PROFILE: Morrison running for Conservatives in Kootenay-Columbia

PROFILE: Morrison running for Conservatives in Kootenay-Columbia

Former RCMP member, diplomat looking to recapture the riding for the Tories

Rob Morrison has hit the highways around Kootenay-Columbia for the Conservatives as he campaigns for the upcoming federal election.

Morrison, who won the Tory nomination late last year, was up in Golden and Revelstoke when the writ dropped on Sept. 11, distributing election signs and knocking on doors.

“For Kootenay-Columbia, I’ll be travelling extensively to all our different communities, meeting with our supporters— and people who aren’t 100 per cent sure of what the Conservative Party stands on priorities — to get the message out,” said Morrison. “To show and demonstrate that we are listening. That’s probably the hardest thing for any politician, is to listen, but for us, its a matter of hearing what the priorities are for Kootenay-Columbia and taking those priorities to Ottawa.”

READ: Kootenay-Columbia Tory candidate opens campaign office

He will be looking to recapture the riding for the Conservatives, which was narrowly won by Wayne Stetski and the NDP four years ago after being a Tory stronghold since 2003.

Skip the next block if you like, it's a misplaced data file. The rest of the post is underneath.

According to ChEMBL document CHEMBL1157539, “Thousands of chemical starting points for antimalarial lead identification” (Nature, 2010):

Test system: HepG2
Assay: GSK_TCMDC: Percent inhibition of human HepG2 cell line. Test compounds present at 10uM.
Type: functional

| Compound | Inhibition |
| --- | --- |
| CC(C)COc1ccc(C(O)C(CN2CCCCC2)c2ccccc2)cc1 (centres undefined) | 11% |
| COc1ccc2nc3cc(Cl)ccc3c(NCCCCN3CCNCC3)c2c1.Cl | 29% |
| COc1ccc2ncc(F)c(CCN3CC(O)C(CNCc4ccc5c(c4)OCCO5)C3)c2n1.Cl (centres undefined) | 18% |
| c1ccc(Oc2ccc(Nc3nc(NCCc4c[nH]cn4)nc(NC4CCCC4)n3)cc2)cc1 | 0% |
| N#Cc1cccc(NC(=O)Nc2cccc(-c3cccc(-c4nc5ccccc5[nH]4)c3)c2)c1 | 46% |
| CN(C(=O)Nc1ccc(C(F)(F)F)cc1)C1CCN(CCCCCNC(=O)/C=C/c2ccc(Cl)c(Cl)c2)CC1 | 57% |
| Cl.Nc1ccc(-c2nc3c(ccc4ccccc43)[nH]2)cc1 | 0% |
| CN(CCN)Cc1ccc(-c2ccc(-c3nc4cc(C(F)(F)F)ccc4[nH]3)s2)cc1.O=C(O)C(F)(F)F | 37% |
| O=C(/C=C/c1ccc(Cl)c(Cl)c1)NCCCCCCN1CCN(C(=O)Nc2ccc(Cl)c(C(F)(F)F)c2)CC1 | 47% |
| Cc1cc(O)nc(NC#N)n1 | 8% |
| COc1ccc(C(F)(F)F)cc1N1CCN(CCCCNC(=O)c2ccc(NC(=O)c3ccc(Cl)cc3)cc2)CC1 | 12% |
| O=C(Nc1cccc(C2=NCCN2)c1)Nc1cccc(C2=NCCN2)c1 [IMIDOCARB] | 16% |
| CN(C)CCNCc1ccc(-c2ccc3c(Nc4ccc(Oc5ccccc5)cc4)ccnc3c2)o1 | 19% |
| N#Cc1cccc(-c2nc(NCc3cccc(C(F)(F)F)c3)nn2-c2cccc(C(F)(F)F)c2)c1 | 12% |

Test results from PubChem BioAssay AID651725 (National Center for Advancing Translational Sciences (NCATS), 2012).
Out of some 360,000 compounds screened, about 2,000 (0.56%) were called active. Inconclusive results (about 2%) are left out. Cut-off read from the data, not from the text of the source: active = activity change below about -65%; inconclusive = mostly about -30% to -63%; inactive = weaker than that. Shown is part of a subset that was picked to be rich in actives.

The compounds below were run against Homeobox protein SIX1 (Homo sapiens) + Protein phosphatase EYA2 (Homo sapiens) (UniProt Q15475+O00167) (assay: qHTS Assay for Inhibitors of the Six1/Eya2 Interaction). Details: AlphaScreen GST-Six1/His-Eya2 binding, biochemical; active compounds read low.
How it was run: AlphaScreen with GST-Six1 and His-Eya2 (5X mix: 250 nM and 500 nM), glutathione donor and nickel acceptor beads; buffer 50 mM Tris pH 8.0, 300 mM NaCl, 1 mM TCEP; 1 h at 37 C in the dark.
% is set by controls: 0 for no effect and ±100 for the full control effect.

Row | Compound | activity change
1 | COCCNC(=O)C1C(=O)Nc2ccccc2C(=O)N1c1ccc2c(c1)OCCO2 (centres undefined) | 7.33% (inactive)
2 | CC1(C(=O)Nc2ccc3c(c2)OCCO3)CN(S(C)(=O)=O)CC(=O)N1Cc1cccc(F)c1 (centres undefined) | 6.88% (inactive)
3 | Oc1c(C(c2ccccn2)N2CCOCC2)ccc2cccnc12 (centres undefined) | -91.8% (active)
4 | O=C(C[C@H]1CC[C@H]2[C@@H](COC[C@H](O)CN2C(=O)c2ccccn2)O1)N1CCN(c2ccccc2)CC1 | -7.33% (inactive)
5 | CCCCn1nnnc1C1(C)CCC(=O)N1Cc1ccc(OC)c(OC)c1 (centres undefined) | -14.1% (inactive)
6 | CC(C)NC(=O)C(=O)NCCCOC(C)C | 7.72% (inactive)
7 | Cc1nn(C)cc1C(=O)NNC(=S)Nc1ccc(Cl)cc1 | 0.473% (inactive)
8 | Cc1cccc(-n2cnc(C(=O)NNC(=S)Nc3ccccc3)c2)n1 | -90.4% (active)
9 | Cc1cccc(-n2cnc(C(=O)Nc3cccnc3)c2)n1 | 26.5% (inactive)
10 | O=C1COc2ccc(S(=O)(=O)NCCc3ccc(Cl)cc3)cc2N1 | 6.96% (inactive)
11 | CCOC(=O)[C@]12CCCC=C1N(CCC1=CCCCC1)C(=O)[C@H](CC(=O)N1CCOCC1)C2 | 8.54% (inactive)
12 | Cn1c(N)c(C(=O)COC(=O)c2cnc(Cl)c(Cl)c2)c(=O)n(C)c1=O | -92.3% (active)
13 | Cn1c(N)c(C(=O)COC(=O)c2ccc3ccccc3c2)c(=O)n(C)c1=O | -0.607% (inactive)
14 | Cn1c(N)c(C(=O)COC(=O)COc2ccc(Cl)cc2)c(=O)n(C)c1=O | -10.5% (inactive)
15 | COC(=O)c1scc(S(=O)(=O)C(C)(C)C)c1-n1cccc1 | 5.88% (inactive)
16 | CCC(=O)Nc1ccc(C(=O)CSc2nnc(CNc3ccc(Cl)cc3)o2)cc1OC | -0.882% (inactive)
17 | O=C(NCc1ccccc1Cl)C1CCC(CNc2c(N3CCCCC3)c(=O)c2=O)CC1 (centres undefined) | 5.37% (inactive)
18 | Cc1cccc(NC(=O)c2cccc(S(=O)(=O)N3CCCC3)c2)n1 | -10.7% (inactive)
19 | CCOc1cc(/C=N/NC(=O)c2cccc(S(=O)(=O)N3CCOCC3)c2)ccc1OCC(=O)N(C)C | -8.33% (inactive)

Morrison touted recent policy announcements from Conservative leader Andrew Scheer, who recently announced a slew of tax-based initiatives on the campaign trail.

The Universal Tax Cut will reduce the tax rate on income under $47,000 from 15 per cent to 13.75 per cent, according to a Conservative Party press release. For a single-earner taxpayer, it is estimated to save $440 and up to $850 for a two-income couple.

READ: Morrison wins Kootenay-Columbia Tory nomination

“You add that up to the fact that a lot of these families are barely making it from month to month, that’s significant and will help out,” Morrison said.

Other announced measures include the Children’s Fitness Tax Credit, which provides up to $1,000 per child for fitness or sports activities and the Children’s Art and Learning Tax Credit, which allows parents to claim up to $500 for arts and educational expenses.

“So, pretty exciting that we’re looking at families and that’s kind of the Conservative value is family and helping families not just get by but have a little bit extra in their pocket at the end of the month,” Morrison said.

Morrison is a former RCMP member and diplomat for the Department of Foreign Affairs. He retired from his tenure as Director General with the Treasury Board Secretariat in 2013 after a 35-year career as a public servant.



trevor.crawley@cranbrooktownsman.com

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